Folk Music, Colonialism and Rustic Sense of Music

  December 27, 2020   Read time 1 min
Folk Music, Colonialism and Rustic Sense of Music
In some cases folk music conveys negative views of the lower value of the music made in non-modern parts of the world. When this is taken into the global scene, it turns out to be referring to the equality of non-western identity and rurality.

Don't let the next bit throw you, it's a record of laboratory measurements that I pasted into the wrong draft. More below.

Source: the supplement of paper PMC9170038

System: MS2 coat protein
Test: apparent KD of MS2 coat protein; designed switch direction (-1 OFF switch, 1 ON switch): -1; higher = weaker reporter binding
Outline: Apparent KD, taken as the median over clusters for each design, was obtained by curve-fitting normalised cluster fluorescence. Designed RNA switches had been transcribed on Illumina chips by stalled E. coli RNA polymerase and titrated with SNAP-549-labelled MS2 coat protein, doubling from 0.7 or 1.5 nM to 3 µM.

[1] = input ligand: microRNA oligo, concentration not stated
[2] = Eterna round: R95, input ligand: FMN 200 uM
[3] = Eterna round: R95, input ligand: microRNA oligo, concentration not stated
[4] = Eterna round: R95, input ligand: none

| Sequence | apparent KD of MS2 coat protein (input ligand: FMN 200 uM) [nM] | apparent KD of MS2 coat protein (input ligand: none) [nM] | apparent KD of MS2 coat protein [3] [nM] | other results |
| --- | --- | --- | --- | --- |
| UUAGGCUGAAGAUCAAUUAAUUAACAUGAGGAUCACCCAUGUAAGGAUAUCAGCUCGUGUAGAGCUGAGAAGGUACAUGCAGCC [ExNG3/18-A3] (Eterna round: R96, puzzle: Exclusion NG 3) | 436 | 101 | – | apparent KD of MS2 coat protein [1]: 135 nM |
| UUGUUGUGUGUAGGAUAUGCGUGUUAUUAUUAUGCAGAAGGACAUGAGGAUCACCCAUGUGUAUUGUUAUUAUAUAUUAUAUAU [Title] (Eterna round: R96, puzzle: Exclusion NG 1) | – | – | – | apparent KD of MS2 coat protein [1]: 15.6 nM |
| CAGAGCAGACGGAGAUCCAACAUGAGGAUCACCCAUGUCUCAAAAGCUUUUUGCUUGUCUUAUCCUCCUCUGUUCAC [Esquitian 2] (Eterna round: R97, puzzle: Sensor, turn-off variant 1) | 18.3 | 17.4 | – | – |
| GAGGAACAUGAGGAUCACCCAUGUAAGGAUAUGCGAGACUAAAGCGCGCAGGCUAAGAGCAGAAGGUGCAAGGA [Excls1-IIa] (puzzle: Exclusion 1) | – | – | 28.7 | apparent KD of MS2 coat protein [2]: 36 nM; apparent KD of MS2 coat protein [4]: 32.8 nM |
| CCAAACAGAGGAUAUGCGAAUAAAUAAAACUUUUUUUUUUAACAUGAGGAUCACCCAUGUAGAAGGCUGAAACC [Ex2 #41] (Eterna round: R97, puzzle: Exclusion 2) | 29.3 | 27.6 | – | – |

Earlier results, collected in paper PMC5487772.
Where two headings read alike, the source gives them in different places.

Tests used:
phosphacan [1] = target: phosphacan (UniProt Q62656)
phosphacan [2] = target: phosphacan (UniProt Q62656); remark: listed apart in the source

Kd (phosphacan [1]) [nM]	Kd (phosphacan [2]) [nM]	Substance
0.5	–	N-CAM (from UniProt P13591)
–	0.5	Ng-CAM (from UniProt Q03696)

Outside the Western world, “folk” exists as a term from foreign shores. In India, it bears colonial traces and class markings, as folklorica does in Latin American usage. Europeans (or, later, Americans) came, observed, recorded, and wrote about the many musical communities they encountered, some of which they labeled “folk,” a term that survives and thrives in today’s urbanized, organized, and commercialized worlds of music. Sometimes they preferred the word “primitive” in describing the music of small-scale societies, a term that has, thankfully, dropped out of writing today. Musical tradition and innovation continue to fl ourish—often unlabeled—in the small-scale communities and urban neighborhoods of Africa, Asia, Oceania, Latin America, and the Caribbean and among indigenous peoples in the Americas, Australia, the Arctic, and the Pacific. One core concept that can help to pinpoint where folk music lives is everyday musical invention. Behind the term lurks the comfortable sense of a face-to-face community that relies on homemade resonance to get through individual and collective experiences. Eventually, in a worldwide ripple effect diffusing from the West, the music moves out into broader public arenas and enters the marketing age. Today and tomorrow, global linkages increasingly bind even the remotest rural music to the cutting-edge scenes of the big cities and little handheld devices and to the boardrooms of corporations and large international organizations.